By Aare Afe Babalola

RECENTLY, Nigeria’s Minister of Finance, Zainab Ahmed, reportedly stated in an interview that the country’s high debt service is connected with the huge expenditure being incurred in the satisfaction of workers on the government’s payroll.

According to media report, she noted as follows: “Our debt service to overall revenue is high because we have a very large expenditure base. We have a large proportion of our budget dedicated to payroll, and Mr. President had decided from the beginning of his administration that we were not going to disengage staff.

So, you have to pay salaries, you have to pay pensions. And also, we have to fund the other arms of government, which are the judiciary and the legislature”

The Minister pitched her hopes in the potential rise in oil revenue as a way of earning more revenue and cushioning the effect of the astronomical rise in the nation’s high debt service.

Meanwhile, Nairametrics had, in July 2021, published that the Federal Government spent N1.8 trillion on debt servicing in the first five months of the year, representing about 98 per cent of the total revenue generated in the same period. A total of N4.86 trillion was spent by the Federal Government between January and May 2021, from which N206.89 billion was spent as statutory transfers.

While recurrent expenditure in the review period stood at N3.67 trillion, debt service was N1.8 trillion. The implication of Nigeria’s ever increasing debt service, however, is that the government is expending nearly all its revenue in servicing recurrent expenditure and debts, consequently causing the Federal Government to have recourse to foreign loans, and thereby further increasing the nation’s external debt profile.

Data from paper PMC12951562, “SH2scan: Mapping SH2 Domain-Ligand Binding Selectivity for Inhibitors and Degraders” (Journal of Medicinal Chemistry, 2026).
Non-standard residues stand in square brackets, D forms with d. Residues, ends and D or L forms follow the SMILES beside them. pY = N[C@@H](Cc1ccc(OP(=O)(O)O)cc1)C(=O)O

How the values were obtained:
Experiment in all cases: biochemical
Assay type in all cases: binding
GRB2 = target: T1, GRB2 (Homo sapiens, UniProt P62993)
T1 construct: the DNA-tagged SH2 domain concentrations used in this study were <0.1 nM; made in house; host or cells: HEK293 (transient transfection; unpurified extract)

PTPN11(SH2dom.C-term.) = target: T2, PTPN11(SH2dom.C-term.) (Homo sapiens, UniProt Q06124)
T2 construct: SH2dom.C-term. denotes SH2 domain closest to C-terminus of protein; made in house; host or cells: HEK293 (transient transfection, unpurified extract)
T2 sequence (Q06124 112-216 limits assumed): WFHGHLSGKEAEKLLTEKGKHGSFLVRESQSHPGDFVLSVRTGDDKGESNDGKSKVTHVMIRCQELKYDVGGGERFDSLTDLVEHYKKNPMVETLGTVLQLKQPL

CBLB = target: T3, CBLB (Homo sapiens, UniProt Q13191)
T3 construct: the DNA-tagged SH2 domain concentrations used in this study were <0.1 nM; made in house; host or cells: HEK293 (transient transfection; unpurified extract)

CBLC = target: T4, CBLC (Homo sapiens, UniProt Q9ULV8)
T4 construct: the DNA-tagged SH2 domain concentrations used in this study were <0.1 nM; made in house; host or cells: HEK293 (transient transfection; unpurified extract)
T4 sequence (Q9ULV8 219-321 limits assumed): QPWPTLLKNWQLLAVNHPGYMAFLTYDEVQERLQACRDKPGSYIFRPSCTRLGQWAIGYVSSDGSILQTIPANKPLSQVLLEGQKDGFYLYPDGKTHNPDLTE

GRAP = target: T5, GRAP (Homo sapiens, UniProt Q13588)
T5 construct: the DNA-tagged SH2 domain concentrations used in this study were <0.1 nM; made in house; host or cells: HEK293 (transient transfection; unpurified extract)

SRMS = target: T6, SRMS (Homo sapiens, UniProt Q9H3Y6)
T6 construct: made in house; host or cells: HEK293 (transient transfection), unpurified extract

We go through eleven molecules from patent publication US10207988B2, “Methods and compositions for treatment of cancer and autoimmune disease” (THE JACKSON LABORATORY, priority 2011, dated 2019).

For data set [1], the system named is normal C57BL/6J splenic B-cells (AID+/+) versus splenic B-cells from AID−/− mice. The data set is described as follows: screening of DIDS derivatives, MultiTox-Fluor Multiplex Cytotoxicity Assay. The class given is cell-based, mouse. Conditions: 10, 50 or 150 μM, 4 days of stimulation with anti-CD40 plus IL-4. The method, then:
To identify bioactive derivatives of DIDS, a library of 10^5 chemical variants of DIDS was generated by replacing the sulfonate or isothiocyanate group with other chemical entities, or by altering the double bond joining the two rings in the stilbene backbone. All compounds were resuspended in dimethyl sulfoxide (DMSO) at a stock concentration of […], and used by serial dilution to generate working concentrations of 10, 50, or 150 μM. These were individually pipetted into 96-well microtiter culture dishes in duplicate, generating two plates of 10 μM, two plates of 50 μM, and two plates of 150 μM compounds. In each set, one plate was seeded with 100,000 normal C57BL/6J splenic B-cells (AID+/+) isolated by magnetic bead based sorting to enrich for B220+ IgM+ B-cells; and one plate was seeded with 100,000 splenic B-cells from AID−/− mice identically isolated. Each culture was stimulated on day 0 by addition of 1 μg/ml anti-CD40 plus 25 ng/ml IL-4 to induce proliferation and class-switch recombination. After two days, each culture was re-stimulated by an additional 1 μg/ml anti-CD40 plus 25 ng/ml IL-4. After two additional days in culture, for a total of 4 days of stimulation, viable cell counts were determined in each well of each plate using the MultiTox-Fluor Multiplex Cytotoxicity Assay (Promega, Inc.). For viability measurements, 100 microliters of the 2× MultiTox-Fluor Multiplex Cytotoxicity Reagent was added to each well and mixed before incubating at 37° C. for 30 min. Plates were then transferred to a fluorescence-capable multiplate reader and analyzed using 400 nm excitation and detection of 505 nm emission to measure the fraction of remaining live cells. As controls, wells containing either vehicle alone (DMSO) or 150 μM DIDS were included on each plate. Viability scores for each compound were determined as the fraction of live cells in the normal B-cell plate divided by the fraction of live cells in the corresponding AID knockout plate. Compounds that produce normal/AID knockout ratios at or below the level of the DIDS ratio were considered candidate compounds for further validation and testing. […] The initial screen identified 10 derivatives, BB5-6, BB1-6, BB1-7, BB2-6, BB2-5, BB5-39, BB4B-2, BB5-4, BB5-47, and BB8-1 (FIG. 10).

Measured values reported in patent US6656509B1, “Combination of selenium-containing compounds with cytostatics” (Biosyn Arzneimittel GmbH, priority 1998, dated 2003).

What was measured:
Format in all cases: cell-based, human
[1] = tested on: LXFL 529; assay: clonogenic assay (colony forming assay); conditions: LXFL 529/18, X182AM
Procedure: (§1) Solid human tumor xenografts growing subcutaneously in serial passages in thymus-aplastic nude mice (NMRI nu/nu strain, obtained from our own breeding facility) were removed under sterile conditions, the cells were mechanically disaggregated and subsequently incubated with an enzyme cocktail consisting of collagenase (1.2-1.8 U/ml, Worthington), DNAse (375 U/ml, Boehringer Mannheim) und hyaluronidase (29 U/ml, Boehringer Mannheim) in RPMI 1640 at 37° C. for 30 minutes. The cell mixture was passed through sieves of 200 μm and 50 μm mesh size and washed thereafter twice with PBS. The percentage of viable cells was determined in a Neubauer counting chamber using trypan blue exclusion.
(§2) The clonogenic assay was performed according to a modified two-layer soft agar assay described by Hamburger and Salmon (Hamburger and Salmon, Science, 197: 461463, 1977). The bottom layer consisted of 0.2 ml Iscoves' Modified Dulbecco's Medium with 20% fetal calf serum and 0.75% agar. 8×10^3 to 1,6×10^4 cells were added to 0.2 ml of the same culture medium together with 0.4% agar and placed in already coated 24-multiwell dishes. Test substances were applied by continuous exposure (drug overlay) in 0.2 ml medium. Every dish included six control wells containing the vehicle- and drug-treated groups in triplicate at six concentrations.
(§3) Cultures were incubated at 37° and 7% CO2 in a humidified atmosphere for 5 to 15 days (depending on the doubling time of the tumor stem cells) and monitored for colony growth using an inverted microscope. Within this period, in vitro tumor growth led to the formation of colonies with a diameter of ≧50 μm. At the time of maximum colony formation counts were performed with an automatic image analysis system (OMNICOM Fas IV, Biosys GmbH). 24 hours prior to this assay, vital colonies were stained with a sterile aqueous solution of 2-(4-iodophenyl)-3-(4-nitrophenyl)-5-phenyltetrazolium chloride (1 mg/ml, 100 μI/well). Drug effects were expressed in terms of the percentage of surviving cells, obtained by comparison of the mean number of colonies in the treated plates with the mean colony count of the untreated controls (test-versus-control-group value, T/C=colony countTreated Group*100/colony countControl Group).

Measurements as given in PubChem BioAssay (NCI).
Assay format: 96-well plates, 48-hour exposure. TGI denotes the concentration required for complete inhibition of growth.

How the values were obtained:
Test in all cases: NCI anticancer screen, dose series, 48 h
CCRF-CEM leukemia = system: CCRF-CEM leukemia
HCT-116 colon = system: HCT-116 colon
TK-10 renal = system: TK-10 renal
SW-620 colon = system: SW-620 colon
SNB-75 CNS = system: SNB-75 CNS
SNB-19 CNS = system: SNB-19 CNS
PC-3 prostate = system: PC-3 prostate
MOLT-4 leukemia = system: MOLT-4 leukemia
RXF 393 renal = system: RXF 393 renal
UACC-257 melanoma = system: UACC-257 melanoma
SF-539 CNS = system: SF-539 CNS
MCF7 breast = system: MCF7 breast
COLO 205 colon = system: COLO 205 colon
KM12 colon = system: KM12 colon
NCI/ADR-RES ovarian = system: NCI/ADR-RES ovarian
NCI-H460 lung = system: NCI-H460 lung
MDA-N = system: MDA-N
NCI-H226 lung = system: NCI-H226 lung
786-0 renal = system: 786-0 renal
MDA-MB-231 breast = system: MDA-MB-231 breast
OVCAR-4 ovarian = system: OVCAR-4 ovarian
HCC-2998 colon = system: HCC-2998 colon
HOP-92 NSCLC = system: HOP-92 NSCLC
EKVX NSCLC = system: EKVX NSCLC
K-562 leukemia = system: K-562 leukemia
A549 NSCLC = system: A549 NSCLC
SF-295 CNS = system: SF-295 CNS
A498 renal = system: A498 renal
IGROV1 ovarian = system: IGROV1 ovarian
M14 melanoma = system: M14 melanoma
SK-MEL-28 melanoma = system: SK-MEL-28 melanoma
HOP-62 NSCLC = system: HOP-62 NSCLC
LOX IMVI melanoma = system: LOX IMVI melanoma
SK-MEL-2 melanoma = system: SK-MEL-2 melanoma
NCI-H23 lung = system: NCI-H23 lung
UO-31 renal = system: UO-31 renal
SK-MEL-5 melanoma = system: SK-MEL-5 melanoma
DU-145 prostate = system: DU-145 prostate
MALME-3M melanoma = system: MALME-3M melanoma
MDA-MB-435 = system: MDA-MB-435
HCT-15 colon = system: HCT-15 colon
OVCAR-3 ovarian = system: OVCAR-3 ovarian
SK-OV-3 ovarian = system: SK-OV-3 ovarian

The relationship between crude oil and astronomical debt service dates to the 70s when the fall in oil prices had a devastating effect on government expenses, thereby causing the government to have recourse to borrowing for payments and project financing.

This increased the nation’s debt profile to US$2.2 billion in 1980. However, in 1991, it had risen to $33.4 billion, and rather than decrease, the nation’s debt profile continued to witness an upsurge, particularly with the spate of debt servicing and the insatiable desire of political leaders to obtain loans for the execution of dubious projects.

This amount continues to rise even as more external loans are being approved and obtained by the Federal Government. A major undermining factor for a country’s economic growth is its huge debt stock and as such, Nigeria’s humongous debts ratio is directly linked to the decades of misrule and financial imprudence of its military and political leaders.

With incessant foreign debts being accumulated by successive governments, Nigeria became caught up on crippling foreign debt crisis which, till date, compromised its economic progress and political stability in spite of the paradox of being an oil exporting country.

President Olusegun Obasanjo once identified factors responsible for Nigeria’s debt crises, i.e., ‘political rascality, bad governance, abuse of office and power, criminal corruption, mismanagement and waste, misplaced priorities, fiscal indiscipline, weak control, monitoring and evaluation mechanisms, and a community that was openly tolerant of corruption and other underhand and extra-legal methods of primitive accumulation’.

In similar terms, President of the African Development Bank, Dr. Akinwumi Adesina, equally noted that Nigeria  was using about 50 per cent of its revenue to service its debts, compared to the average of 17 percent for other African countries.